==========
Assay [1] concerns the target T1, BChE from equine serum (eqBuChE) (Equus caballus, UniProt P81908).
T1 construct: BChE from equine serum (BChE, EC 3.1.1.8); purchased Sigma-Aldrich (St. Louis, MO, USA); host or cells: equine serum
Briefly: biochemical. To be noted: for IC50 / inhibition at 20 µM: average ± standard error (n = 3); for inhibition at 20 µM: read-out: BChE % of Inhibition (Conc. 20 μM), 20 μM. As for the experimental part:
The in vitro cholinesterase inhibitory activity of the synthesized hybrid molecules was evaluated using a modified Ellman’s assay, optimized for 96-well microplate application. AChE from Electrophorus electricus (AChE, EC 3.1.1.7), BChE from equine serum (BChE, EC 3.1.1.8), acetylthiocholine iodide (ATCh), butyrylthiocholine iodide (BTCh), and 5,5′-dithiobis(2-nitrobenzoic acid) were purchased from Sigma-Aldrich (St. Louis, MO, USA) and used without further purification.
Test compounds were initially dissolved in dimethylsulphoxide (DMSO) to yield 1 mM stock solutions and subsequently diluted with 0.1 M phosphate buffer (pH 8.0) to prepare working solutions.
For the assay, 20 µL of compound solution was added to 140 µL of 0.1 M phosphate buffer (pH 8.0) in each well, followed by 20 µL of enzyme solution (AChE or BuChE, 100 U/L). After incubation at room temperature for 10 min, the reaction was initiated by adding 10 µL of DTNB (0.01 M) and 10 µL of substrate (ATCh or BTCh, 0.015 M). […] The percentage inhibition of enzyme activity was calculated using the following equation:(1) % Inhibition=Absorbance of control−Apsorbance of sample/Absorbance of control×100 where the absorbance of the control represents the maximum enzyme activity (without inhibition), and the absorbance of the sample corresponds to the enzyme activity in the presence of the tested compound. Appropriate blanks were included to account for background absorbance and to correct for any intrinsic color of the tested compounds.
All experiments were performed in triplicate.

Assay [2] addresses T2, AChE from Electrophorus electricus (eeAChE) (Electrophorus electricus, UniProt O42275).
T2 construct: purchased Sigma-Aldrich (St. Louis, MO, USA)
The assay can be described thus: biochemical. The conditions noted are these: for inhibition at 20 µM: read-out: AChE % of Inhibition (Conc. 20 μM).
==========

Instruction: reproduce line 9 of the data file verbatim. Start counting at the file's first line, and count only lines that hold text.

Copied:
T2 construct: purchased Sigma-Aldrich (St. Louis, MO, USA)